If you are self-employed or have a small business, the idea of a 401k may make you jump to two conclusions: “My company is too small” and “I can’t afford it.” Well, you’re not … and you can!
A Solo 401k is inexpensive to set up and easy to maintain – and it delivers substantial tax and saving advantages. Use a Solo 401k Plan if you’re self-employed or run an owner-only business. You could add multiple owners and spouse to a Solo 401k Plan, but if you add full time employees to your business, you’ll need to convert to a more traditional plan.
Solo Benefits, Duo Roles
One benefit of a Solo 401k is that you assume the role of both employer and employee, which allows you to contribute up to $50,000 ($55,500 if you age 50 or older) of your annual income, tax-deferred, for 2012. Contributing the highest amount may lead you into a more advantageous tax bracket that accelerates the time to retirement – another benefit!
High Solo 401k Contribution Limit, tax advantages and penalty-free loans make the nominal price for a Solo 401k a wise financial move if you want to differ more of your income than the traditional IRA limit of $5,000 a year.
Up to now, many entrepreneurs have used traditional IRAs to save for retirement – a strategy which offers lower contribution limits and includes the risk of penalties incurred on owners who accessed funds before reaching retirement age. The Solo 401k presents more flexibility than about any retirement account, including IRAs.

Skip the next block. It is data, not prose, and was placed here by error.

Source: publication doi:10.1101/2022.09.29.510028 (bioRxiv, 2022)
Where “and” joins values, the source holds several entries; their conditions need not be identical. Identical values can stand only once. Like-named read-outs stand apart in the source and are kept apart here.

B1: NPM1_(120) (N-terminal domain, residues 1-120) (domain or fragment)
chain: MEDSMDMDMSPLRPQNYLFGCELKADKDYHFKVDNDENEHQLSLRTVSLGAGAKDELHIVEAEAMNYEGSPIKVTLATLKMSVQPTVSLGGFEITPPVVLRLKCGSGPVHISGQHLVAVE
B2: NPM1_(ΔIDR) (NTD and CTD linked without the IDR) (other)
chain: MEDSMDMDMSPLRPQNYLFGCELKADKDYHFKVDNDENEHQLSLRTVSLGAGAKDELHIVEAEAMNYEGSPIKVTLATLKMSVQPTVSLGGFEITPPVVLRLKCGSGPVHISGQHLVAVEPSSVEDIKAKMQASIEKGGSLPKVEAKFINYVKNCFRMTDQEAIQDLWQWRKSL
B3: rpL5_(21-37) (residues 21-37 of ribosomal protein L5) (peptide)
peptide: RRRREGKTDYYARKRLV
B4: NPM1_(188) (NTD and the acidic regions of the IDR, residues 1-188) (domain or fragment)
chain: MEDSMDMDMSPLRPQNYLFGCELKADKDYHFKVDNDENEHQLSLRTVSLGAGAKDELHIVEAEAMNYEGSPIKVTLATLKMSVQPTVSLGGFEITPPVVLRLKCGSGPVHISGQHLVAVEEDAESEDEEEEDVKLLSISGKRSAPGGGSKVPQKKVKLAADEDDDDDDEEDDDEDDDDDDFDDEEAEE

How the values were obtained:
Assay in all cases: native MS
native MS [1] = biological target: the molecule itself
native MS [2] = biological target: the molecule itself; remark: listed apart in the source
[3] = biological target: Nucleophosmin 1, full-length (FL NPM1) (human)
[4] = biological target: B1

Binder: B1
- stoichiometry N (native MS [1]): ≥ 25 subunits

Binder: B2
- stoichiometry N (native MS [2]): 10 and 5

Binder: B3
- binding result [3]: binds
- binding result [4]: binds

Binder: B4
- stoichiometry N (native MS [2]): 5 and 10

Let’s compare 401k with Traditional IRA:
|Limit Per Individual||
|Catch-up Contribution (Age 50+)||
|Income Limit on Roth||
|Tax-free, penalty free access||
* Amount you can contribute starts phasing out at $110,000 and not allowed if making $125,000 or more.
How to Save $10,000 in Taxes in 2012
Let’s look at the example how sole-proprietor younger than 50 years old, can max out his retirement savings and lower taxes for 2012:
|Profit Sharing (20% of net self-empl.)||$33,000|
While the owner earned $165,000 in 2012, only $115,000 is IRS taxable. Assuming an adjusted gross income tax rate of 20 percent, that’s $10,000 he can keep for himself (instead of paying Uncle Sam). What’s more, the savings are likely to be even greater because his tax bracket will probably drop. For example, the married filed joint return 2012 tax rate increases from 25% to 28% for income over $142,700.
Solo 401k Contribution Deadline:
While business owners will have until their tax deadline to contribute to their 401k accounts, IRS requires their plans to be set up by December 31 to qualify. Many providers have deadlines well before the 31st, so setting up sooner rather than later is the smart option.
Majority of businesses likely have until April 15, 2013 to make the contributions for 2012. However if company was established as a corporation, the deadline moves back to March 15. But don’t despair: by setting up a plan by the end of the year, you will have time to determine the optimal amount to best manage your tax and retirement savings.
One final tip: If Solo 401k Loan and Roth Solo 401k options are important to your investment strategy, be sure to use a provider who offers a full-featured, totally self-directed Solo 401k plans such as Sense Financial. Some providers offer an individual 401 k plan with administrative services and few investment options from the array of investments they support. Such plans are not truly self-directed, limit your investment options, not allowing you to invest in non-traditional investments such as real estate and probably will lack Roth sub-account and loan feature of the plan.
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